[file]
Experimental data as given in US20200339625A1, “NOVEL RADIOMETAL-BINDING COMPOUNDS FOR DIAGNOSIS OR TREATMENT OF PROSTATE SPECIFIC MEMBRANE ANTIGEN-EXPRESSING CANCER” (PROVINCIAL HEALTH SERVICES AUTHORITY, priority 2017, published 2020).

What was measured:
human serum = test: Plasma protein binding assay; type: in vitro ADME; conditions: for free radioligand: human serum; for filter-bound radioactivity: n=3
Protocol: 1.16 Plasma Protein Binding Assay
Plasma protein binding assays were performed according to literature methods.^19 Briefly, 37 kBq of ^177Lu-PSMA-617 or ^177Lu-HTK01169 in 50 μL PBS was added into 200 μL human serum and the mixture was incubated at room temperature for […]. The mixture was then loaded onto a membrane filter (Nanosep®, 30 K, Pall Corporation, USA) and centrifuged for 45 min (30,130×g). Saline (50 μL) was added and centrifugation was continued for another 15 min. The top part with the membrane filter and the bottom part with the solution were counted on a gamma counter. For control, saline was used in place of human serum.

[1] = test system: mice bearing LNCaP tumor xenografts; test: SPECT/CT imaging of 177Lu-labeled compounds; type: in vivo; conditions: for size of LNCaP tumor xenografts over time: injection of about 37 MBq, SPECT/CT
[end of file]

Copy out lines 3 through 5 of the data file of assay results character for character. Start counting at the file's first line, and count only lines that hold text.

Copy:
human serum = test: Plasma protein binding assay; type: in vitro ADME; conditions: for free radioligand: human serum; for filter-bound radioactivity: n=3
Protocol: 1.16 Plasma Protein Binding Assay
Plasma protein binding assays were performed according to literature methods.^19 Briefly, 37 kBq of ^177Lu-PSMA-617 or ^177Lu-HTK01169 in 50 μL PBS was added into 200 μL human serum and the mixture was incubated at room temperature for […]. The mixture was then loaded onto a membrane filter (Nanosep®, 30 K, Pall Corporation, USA) and centrifuged for 45 min (30,130×g). Saline (50 μL) was added and centrifugation was continued for another 15 min. The top part with the membrane filter and the bottom part with the solution were counted on a gamma counter. For control, saline was used in place of human serum.